Red Pyramid by Rick Riordan
Carter Kane wasn’t asking for this. He and his sister, Sadie, were doing just fine before they figured out they weren’t particularly normal. Carter and Sadie go to a museum with their father, who releases a fiery figure who quickly takes their father away. The Kanes are instantly faced with a reality that the Egyptian gods are released, and one of the worst of them has taken their father. To save their father, and the world, they must embark on a dangerous quest.
Character Development – 4
Rick Riordan does a good job with the character development, and I would give it 4 stars. The book alternates between Carter and Sadie Kane, who are telling the story as narrators. Carter is a somewhat nerdy boy that is cautious, but very smart. Riordan shows Carter’s journey to being more courageous and more of a leader quite well. Sadie Kane is the opposite of her brother. Rash and head-on, Sadie will run straight into any danger. She realizes that sometimes caution is an asset and a different approach that works as well. Riordan could have developed Sadie a bit more, as she doesn’t converse with Isis, and seems to reach a conclusion to do the right thing at the end too fast.
Strength of Plot – 5
The plot-line in The Red Pyramid is well developed. I would give it 5 stars because there is an excellent rise and an exciting climax. This book times the climax very well, as the lead up to the action is long but not to tedious, with many battles that are all relevant to the ultimate goal. There is also a bit of drama and jealousy between the siblings that eventually gets resolved, and a reality check that there are more important problems at hand, like saving the world. Riordan ends this book at a good resolution, but there is that sense that there are more adventures ahead for the Kanes.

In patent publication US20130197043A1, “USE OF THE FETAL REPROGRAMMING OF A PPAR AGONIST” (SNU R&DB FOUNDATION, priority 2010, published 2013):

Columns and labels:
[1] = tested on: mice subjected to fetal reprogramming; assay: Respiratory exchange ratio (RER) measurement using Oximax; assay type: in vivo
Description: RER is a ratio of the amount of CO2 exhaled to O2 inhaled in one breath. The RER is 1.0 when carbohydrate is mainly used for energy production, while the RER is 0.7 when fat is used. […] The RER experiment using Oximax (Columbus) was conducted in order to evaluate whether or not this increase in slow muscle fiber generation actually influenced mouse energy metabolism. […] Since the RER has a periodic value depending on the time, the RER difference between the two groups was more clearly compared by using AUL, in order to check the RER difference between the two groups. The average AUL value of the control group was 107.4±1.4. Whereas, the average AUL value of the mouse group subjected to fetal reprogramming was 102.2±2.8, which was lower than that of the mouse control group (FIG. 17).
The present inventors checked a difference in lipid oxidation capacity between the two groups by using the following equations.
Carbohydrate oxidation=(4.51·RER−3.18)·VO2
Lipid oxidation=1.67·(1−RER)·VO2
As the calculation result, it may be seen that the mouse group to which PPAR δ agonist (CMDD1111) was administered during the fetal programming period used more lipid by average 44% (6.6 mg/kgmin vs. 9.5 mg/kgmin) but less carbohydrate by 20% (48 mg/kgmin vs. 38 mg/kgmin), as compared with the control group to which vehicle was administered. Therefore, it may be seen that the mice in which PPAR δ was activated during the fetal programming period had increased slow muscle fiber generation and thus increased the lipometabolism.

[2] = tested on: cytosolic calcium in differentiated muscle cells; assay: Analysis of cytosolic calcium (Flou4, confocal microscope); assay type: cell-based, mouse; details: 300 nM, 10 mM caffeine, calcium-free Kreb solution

Length – 4.5
The Red Pyramid has a good length to it, as the book is long enough to be developed well but not too long as to bore the reader. I would rate it 4.5 stars. The book is also an introductory to the sequels: it is where you start to get a sense of the Egyptian gods and main characters. To be exact, the book has 516 pages. The books action and journeys are paced well and separated enough.
Writing Style – 4.5
Rick Riordan has a great writing style, as it perfectly appeals to the readers, and the audience that he is writing for. There are many quips throughout the book, and Carter and Sadie Kane are your typical teenagers plunged into a different reality. There are many parts in the book where I laughed out loud. The thing about Riordan also is that he has accurate information about the gods and cultures he is writing about. Although he makes it seem a action-filled fiction story, you can tell that there was some research behind it.
Conclusion – 4.6
I would give this book a 4.6 because this book is a great read with an action filled plot and brilliant writing style. Riordan could develop his characters more, and have more of a logical conclusion for the character doing some action that doesn’t make sense. I would recommend this book to readers because it is good mythology and fiction, and it exposes you to a book that was written by an experienced author that has had success in writing the same genre of book. It is probably for ages 9 to 16, as the writing style incorporates more of a teenager outlook. For all those people that like fiction, mythology, and magic, this book is a great read.